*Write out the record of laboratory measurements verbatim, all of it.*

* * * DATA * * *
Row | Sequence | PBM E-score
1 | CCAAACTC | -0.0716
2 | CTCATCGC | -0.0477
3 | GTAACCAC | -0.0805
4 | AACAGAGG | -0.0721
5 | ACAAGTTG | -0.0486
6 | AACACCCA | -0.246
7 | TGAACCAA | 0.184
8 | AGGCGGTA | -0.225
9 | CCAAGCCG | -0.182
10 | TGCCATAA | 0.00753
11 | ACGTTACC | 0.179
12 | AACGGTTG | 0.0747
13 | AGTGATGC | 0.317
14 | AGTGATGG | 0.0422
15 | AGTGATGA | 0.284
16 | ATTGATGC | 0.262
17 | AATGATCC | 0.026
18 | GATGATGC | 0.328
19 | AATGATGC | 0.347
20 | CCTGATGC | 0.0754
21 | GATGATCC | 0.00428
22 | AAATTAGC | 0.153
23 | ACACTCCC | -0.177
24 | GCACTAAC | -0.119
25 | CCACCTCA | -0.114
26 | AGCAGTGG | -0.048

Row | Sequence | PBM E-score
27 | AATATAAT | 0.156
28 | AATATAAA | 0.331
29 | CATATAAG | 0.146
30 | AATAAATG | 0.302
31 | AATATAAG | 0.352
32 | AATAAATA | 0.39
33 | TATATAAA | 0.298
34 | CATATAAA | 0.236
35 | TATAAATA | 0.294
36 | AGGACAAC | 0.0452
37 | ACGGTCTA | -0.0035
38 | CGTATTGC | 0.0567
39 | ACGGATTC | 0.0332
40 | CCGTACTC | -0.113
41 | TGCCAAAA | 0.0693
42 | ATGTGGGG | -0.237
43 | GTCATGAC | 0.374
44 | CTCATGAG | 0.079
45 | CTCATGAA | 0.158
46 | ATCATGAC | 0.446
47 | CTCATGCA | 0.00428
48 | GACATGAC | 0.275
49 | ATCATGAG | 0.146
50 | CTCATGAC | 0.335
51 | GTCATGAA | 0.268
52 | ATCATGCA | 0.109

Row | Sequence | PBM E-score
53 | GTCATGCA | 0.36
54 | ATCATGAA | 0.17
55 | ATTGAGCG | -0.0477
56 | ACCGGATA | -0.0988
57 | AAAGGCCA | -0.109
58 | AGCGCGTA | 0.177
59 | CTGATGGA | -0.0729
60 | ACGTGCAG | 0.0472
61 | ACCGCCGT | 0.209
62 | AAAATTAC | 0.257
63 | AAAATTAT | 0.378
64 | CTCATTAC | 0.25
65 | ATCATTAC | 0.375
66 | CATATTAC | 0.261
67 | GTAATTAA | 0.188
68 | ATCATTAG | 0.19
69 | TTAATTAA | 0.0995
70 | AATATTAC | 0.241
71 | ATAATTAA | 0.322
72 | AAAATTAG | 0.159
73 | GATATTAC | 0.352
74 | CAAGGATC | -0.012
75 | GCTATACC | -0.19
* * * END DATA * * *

Row | Sequence | PBM E-score
1 | CCAAACTC | -0.0716
2 | CTCATCGC | -0.0477
3 | GTAACCAC | -0.0805
4 | AACAGAGG | -0.0721
5 | ACAAGTTG | -0.0486
6 | AACACCCA | -0.246
7 | TGAACCAA | 0.184
8 | AGGCGGTA | -0.225
9 | CCAAGCCG | -0.182
10 | TGCCATAA | 0.00753
11 | ACGTTACC | 0.179
12 | AACGGTTG | 0.0747
13 | AGTGATGC | 0.317
14 | AGTGATGG | 0.0422
15 | AGTGATGA | 0.284
16 | ATTGATGC | 0.262
17 | AATGATCC | 0.026
18 | GATGATGC | 0.328
19 | AATGATGC | 0.347
20 | CCTGATGC | 0.0754
21 | GATGATCC | 0.00428
22 | AAATTAGC | 0.153
23 | ACACTCCC | -0.177
24 | GCACTAAC | -0.119
25 | CCACCTCA | -0.114
26 | AGCAGTGG | -0.048

Row | Sequence | PBM E-score
27 | AATATAAT | 0.156
28 | AATATAAA | 0.331
29 | CATATAAG | 0.146
30 | AATAAATG | 0.302
31 | AATATAAG | 0.352
32 | AATAAATA | 0.39
33 | TATATAAA | 0.298
34 | CATATAAA | 0.236
35 | TATAAATA | 0.294
36 | AGGACAAC | 0.0452
37 | ACGGTCTA | -0.0035
38 | CGTATTGC | 0.0567
39 | ACGGATTC | 0.0332
40 | CCGTACTC | -0.113
41 | TGCCAAAA | 0.0693
42 | ATGTGGGG | -0.237
43 | GTCATGAC | 0.374
44 | CTCATGAG | 0.079
45 | CTCATGAA | 0.158
46 | ATCATGAC | 0.446
47 | CTCATGCA | 0.00428
48 | GACATGAC | 0.275
49 | ATCATGAG | 0.146
50 | CTCATGAC | 0.335
51 | GTCATGAA | 0.268
52 | ATCATGCA | 0.109

Row | Sequence | PBM E-score
53 | GTCATGCA | 0.36
54 | ATCATGAA | 0.17
55 | ATTGAGCG | -0.0477
56 | ACCGGATA | -0.0988
57 | AAAGGCCA | -0.109
58 | AGCGCGTA | 0.177
59 | CTGATGGA | -0.0729
60 | ACGTGCAG | 0.0472
61 | ACCGCCGT | 0.209
62 | AAAATTAC | 0.257
63 | AAAATTAT | 0.378
64 | CTCATTAC | 0.25
65 | ATCATTAC | 0.375
66 | CATATTAC | 0.261
67 | GTAATTAA | 0.188
68 | ATCATTAG | 0.19
69 | TTAATTAA | 0.0995
70 | AATATTAC | 0.241
71 | ATAATTAA | 0.322
72 | AAAATTAG | 0.159
73 | GATATTAC | 0.352
74 | CAAGGATC | -0.012
75 | GCTATACC | -0.19